Can activist investors be divided into “white” and “black” hats? “Friendly” activist hedge fund manager Jeff Ubben thinks so.
“I think the white hat, black hat thing is fine,” Jeff Ubben said, approving of the labeling of activists based on their tactics.
At this year's Sohn Investment Conference, Dan Sundheim, the founder and CIO of D1 Capital Partners, spoke with John Collison, the co-founder of Stripe. Q1 2021 hedge fund letters, conferences and more D1 manages $20 billion. Of this, $10 billion is invested in fast-growing private businesses such as Stripe. Stripe is currently valued at around Read More
Jeff Ubben prefers working with the management
Speaking on a panel discussion regarding activist hedge fund investing at the Milken Institute Conference in Los Angeles, Jeff Ubben said he prefers working with management, not against them. “I would define the ‘black hat’ as the activist investor whose first call with an agenda is the media, and the second call is the CEO. Even those guys you mentioned (Dan Loeb, Bill Ackman and Carl Icahn) have tried not to do that, but I think their inclination and temperament is to do it that way. I find that a very black hat like because you don’t try to engage with the company you are trying to engage a public agenda that has a short-term goal.”
Activist Barry Rosenstein of JANA partners was the most aggressive among the “friendly” activists. “I don’t think it’s good or bad,” he said, providing cover for those activists who engage in what is considered bullying tactics. “Everyone has their own approach. I’m happy to be friendly as long as the company does what I want them to do. That defines our relationship with management.”
Rosenstein is aware of his reputation as a hatchet man and recognizes its value. “The good news is companies don’t want to tangle with us any longer. It’s getting a little boring,” he said, noting that the last seven deals he did the fund “just showed up” and the board rolled over. His process is to take a position, call the CEO, privately meet with them before anything is made public, such as demands to change the company. “In the last seven deals I called the CEO, laid out for them what I thought they needed to do, and they just did it. They didn’t want to fight. I think it’s a good evolution (for companies to be compliant to the wishes of activists).”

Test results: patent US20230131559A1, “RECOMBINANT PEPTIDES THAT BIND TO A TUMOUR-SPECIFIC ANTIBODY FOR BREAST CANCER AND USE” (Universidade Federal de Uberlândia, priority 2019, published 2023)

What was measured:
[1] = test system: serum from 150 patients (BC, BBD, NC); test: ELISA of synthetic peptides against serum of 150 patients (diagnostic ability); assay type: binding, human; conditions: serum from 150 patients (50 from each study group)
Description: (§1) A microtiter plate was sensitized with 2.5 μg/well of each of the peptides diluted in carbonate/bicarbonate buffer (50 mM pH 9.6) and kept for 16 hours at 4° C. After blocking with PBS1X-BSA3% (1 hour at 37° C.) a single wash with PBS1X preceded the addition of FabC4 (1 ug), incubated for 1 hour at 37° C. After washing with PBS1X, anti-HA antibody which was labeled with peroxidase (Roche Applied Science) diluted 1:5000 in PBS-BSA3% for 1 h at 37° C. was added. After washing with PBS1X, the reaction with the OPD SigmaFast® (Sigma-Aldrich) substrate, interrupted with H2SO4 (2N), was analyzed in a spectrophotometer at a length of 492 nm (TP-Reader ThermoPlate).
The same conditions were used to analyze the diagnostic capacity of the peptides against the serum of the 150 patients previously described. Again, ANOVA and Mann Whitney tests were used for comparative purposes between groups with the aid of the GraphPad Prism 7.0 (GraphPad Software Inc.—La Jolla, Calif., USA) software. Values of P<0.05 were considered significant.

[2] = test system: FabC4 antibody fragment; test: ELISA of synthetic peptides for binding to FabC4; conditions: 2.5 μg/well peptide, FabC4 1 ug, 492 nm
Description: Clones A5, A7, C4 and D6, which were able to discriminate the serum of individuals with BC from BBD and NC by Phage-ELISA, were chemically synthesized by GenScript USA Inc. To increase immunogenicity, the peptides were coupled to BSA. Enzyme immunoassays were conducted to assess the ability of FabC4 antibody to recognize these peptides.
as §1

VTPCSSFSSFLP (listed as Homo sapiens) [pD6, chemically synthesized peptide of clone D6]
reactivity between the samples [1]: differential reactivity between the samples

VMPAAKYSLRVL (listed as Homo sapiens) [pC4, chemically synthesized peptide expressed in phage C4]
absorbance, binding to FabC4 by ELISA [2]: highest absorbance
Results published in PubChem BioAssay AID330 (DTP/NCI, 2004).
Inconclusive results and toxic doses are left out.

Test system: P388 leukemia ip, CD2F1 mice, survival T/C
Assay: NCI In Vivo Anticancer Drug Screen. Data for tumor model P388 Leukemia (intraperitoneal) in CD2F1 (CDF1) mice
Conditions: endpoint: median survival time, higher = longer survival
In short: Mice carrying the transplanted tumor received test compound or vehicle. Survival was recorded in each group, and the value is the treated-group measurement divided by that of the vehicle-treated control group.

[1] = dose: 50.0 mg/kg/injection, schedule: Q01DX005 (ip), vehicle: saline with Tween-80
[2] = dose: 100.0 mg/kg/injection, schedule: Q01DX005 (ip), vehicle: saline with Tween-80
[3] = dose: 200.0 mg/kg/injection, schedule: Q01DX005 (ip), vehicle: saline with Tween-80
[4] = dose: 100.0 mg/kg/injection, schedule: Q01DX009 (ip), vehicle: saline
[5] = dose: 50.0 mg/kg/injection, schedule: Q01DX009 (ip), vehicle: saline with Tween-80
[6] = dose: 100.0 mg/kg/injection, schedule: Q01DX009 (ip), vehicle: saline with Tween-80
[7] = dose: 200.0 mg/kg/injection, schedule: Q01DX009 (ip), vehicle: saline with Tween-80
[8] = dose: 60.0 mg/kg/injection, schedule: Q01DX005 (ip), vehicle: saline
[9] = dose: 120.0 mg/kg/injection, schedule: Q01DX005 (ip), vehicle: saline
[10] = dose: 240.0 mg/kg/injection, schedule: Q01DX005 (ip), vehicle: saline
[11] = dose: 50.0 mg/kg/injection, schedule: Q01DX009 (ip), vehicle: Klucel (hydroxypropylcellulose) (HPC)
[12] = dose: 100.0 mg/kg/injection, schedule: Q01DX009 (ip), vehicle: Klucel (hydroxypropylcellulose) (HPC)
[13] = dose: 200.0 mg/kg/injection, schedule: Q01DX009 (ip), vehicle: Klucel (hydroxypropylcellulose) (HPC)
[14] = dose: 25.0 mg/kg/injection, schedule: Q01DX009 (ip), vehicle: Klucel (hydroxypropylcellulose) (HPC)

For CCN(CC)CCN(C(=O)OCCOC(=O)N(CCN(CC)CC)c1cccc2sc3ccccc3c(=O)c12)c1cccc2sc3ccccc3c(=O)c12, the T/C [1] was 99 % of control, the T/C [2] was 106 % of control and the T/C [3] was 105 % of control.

“It’s about reputational equity,” said Chris Teets of Red Mountain, who backs away from a company he thinks are being mismanaged. Barry Rosenstein, on the other hand, said he likes companies that have management issues, which he approaches and has a heart to heart with the CEO to discuss the “alternatives.”
“When I sense that management is not forthcoming, I go deeper,” Rosenstein said. “You can take our ideas, implement those ideas, be the agent of change,” to which Jeff Ubben disagreed, implying that Rosenstein doesn’t give credit to the company.
Rosenstein plowed ahead, discussing the inside of the activist “intimidation” strategy. When companies disagree, they have alternatives, he said. If you don’t follow his plans, “The alternative is you can fight me,” the activist hedge fund manager said, outlining the options given to CEOs he targets. If the company CEO does not submit “then you will go through a very public (and potentially damaging) campaign. You’re going to end up making the same changes anyway and be viewed as weak and dragged to the finish line. So take your choice,” Rosenstein said, give in to the activist or fight.
“Every now and then you have to wack (a CEO)”
Rosenstein said he got in trouble last year for saying publicly “every now and then you have to wack someone (a CEO) for them to realize” you’re serious, which brought laughter from the panel at the frankness of the intimidation strategy laid bare for all to recognize.